Last fall, we got hints of the expected-yet-still-shocking revelation via a Countrywide/BoA employee, Linda DeMartini (testimony here), exposed the securities fraud practices in a depo taken during a NJ bankruptcy case, Kemp v Countrywide. A direct quotation from the judge's opinion in the bankruptcy case:
"She [DeMartini] testified further that it was customary for Countrywide to maintain possession of the original note and related loan documents."
That assertion certainly seems to suggest that the failure to transfer a promissory note from Countrywide Financial to the security trust in this case was not an isolated error—but a matter of policy at Countrywide Financial. If mortgage-backed securities aren't in fact "mortgage-backed," investors who bought these securities from Countrywide could hold Bank of America accountable. "If Countrywide's practice was to hold onto the note, then investors in this pool and others may question whether the security was constructed properly and legally and may be able to require Bank of America to buy back their securities" Gretchen Morgenson of the New York Times explained.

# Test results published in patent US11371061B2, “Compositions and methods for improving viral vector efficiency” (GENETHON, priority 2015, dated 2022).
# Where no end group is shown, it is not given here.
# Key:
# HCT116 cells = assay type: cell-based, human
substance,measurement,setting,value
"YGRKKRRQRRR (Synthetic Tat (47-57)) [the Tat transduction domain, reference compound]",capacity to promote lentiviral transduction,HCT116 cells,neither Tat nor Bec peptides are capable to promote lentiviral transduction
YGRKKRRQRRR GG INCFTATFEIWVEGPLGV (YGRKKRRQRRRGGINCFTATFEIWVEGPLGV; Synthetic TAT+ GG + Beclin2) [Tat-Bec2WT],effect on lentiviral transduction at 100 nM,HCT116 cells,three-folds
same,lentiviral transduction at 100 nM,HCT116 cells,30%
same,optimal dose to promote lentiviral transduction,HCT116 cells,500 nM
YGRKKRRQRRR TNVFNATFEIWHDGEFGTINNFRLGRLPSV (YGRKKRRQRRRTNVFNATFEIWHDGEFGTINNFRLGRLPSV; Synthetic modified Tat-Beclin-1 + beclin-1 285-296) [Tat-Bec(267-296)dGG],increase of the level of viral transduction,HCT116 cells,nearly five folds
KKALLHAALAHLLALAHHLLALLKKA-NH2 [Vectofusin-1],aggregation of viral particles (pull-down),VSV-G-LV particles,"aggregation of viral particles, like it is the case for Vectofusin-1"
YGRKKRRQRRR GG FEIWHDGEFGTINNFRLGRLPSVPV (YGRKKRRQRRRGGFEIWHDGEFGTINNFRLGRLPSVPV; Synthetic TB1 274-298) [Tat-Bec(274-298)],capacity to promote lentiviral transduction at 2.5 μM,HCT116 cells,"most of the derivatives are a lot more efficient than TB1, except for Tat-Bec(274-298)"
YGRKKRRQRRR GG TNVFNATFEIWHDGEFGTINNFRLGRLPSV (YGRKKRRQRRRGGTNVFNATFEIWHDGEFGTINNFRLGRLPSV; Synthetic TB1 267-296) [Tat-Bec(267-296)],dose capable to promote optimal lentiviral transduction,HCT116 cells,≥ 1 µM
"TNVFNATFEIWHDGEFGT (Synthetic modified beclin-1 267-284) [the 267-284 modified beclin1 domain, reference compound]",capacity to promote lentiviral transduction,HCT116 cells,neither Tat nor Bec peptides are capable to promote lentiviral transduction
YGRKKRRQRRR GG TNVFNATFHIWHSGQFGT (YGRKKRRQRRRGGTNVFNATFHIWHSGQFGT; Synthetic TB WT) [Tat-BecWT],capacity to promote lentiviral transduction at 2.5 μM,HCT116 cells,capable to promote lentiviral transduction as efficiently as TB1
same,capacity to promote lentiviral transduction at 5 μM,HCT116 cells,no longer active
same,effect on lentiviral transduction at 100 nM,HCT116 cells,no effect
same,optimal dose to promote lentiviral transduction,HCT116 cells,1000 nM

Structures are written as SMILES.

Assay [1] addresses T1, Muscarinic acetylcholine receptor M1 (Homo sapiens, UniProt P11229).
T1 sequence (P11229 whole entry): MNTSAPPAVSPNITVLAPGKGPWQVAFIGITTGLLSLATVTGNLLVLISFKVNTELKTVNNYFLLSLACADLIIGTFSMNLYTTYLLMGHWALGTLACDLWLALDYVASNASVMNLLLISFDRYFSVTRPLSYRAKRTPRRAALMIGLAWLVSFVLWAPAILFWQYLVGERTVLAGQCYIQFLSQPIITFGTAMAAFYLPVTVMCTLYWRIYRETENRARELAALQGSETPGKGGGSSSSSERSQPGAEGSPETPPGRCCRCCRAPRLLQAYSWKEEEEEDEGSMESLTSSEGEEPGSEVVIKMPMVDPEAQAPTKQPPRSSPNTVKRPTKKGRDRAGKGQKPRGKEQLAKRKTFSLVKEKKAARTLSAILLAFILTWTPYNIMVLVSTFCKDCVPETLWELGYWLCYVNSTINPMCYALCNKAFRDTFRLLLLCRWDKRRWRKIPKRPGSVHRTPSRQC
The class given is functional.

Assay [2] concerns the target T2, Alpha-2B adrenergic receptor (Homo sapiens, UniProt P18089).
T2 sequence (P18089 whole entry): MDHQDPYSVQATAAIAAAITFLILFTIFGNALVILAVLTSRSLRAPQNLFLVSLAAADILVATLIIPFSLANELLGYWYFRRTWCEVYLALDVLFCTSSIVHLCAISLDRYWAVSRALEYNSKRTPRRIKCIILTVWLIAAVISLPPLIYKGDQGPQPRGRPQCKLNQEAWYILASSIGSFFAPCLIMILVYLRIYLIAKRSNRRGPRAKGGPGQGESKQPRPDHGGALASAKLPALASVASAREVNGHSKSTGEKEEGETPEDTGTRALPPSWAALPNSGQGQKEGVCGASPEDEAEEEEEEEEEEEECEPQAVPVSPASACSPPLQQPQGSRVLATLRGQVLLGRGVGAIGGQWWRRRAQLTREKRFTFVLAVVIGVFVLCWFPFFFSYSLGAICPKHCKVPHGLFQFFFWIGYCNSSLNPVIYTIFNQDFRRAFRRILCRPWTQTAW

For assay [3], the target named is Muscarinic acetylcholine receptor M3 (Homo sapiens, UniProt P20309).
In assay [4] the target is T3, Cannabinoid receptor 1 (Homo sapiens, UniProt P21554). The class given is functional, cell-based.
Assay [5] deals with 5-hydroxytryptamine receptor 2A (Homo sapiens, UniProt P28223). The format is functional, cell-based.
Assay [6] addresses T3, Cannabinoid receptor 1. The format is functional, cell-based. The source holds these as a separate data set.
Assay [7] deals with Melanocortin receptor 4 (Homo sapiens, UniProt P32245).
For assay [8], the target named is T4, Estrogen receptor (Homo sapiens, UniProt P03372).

FROM PAGE 3 OF THE INTERAGENCY REPORT:
The reviews also showed that servicers possessed original notes and mortgages.
(NOTE THAT THE SERVICERS, NOT THE TRUSTEES ARE IN POSSESSION OF THE ORIGINAL NOTES & MORTGAGES)
FROM PAGE 4 (oddly it appears third party vendors where tasked with negotiable instrument document custodian duties)
Third-party vendor management. Examiners generally found adequate evidence of physical control and possession of original notes and mortgages.
FROM PAGE 6
Furthermore, concerns about the prevalence of irregularities in the documentation of ownership may cause uncertainty for investors of securitized mortgages.
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